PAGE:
• Porter generic model
Porter generic model is one of the most important model frameworks of the business history. This model strategy is recognized as a leading authority on and competitiveness.
Today, Porter generic strategies generate analytical tools used by business schools, managers, and public policy makers. Porter's model is used by health care, non-profit organization strategy, economic development. (Institute for Strategy and Competitiveness, 2008).
Porter's generic strategies are a standard equipment of the manager's toolbox. Porter model are applicable to a large variety of situations and contexts.
Porter's generic business strategies provide a set of methods in order to create a defendable business strategy. They also allow firms that use them successfully to gain a competitive advantage over other firms in the industry. Clearly, porter generic has a real impact on strategy research and practice even today global environment.
But, Despite of is one of the most important toolbox of the business, the generic strategies developed by Porter in 1980 were criticised by many academic and professional authors. Indeed, porter's generic strategies offer some guidance but many operations strategy decisions cannot be made with only the advice offered by Porter. Today, in the result, Porters generic strategies have become just one tool from the manager's toolbox.
The new competitive conditions of the 21st century require a re-formulation of this model.
Porter's ideas became more and more subject of critique under the dynamic change that has occurred within the market in recent time. These changes include globalisation, digitisation (Internet), and de-regulation behalf Downes. Critics point out that economic conditions have changed fundamentally since that time. The rise of the Internet, the technologies and of various e-business applications has strongly influenced nearly all industries. In fact, Porters theories base on the economic situation in the eighties. Behalf Mintzberg, the model cannot explain or analyze today's dynamic changes that have the power to transform whole industries.
Porter generic strategies only give a good starting vision for exploring the topic of cost leadership and differentiation. According to (Lynch, 2003) In the case of growing market the Porter generic analysis couldn't provide an appropriate strategic vision. Today's global environment it is important to use other analyses such as PESTEL analysis. Other useful analyses would include SWOT analysis, analysis of the key success factors strategic group, competence and resource.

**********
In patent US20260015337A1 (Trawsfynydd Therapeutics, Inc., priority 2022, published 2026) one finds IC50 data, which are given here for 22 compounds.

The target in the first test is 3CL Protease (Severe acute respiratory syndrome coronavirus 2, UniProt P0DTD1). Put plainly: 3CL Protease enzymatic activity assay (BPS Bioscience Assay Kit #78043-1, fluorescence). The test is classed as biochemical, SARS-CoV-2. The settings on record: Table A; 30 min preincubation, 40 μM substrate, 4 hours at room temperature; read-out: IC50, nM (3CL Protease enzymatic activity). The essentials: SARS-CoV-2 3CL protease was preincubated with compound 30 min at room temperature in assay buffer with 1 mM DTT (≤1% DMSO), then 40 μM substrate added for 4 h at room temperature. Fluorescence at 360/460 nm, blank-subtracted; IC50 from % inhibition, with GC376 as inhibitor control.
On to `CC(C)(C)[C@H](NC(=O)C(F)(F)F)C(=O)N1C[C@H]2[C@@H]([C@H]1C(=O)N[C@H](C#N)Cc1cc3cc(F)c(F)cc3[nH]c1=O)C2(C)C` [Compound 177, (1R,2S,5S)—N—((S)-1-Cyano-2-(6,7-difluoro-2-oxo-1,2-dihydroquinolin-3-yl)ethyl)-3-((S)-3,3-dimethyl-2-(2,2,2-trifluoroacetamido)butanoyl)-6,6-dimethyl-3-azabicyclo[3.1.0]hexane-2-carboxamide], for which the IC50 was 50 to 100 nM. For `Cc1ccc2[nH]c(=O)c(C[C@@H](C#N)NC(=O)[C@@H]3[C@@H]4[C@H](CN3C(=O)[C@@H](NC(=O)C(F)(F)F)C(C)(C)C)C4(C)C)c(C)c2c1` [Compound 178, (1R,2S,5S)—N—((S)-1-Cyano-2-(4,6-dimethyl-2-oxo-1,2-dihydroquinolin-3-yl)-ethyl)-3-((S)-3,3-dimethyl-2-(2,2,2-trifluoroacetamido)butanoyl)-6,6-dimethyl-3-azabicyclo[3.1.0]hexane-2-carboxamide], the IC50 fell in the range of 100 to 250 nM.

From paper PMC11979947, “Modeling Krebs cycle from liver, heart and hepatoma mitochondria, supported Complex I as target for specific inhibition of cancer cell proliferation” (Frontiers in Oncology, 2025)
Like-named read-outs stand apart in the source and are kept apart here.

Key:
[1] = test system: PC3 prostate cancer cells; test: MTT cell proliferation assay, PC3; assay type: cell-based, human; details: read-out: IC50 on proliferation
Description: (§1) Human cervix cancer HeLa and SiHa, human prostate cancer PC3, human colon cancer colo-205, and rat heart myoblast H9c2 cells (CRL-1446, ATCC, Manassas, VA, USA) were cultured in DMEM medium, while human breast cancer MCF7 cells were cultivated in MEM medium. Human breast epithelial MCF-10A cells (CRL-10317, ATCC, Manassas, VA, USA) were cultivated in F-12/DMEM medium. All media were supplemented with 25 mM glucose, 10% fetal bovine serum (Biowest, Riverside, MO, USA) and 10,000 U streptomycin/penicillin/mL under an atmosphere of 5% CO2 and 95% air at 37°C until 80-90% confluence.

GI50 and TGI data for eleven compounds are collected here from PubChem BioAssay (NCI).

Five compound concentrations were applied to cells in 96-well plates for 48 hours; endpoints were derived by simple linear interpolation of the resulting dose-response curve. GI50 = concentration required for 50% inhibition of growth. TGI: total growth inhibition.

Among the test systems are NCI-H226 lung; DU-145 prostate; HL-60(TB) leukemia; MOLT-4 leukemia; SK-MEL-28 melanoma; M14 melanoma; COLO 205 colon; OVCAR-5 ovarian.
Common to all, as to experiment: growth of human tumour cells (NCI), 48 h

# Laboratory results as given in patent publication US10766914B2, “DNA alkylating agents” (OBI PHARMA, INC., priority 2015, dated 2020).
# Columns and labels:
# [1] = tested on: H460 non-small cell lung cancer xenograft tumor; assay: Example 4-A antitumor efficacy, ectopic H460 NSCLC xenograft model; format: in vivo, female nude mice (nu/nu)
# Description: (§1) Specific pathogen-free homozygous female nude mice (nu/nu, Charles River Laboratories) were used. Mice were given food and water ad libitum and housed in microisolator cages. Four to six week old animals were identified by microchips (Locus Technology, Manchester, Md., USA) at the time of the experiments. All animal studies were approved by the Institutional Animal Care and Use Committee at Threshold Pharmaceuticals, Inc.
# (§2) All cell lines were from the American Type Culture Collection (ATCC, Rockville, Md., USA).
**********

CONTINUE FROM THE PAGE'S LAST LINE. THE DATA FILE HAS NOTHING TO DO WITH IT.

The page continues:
Every strategy should base on a careful analysis of all internal and external factors and on their potential future development.
Several authors have commented the application of generic strategies showing the lack of specificity, lack of flexibility of this model and it is limited in today's global environment.
For example, Knights (1992) reported on research in a financial services firm. He found the model difficult to follow in practice because costs of a firm's own operations, let alone competitors, are not calculable, and products are easily imitated.
Pitelis and Taylor (1996) argued that a value for money strategy was becoming a preferred strategy for corporate success despite -or indeed because - it is one of being stuck in the middle. We can conclude that Porter generic strategies for achieving competitive advantage are deficient.
In particular, Miller (1992) questions the notion of being "caught in the middle". He claims that there is a viable middle ground between strategies. Many companies, for example, have entered a market as a niche player and gradually expanded. According to Baden-Fuller and Stopford (1992) the most successful companies are the ones that can resolve what they call "the dilemma of opposites".
A popular post-Porter model was presented by W. Chan Kim and Renée Mauborgne in their 1999 Harvard Business Review article "Creating New Market Space". In this article they described a "value innovation" model in which companies must look outside their present paradigms to find new value propositions. Their approach fundamentally goes against Porter's concept that a firm must focus either on cost leadership or on differentiation. They later went on to publish their ideas in the book Blue Ocean Strategy.
We can conclude that Porter generic strategies for achieving competitive advantage are deficient.
Howeover, one of the main limitations outlined by critics is the obsolescence of the model in the present competitive market conditions, when new sources of competitive advantage are available to companies. That's why we will focus our analysis on the new source of competitive advantage and we will see if these sources are effective or if it just a mere of chimera of marketing management.
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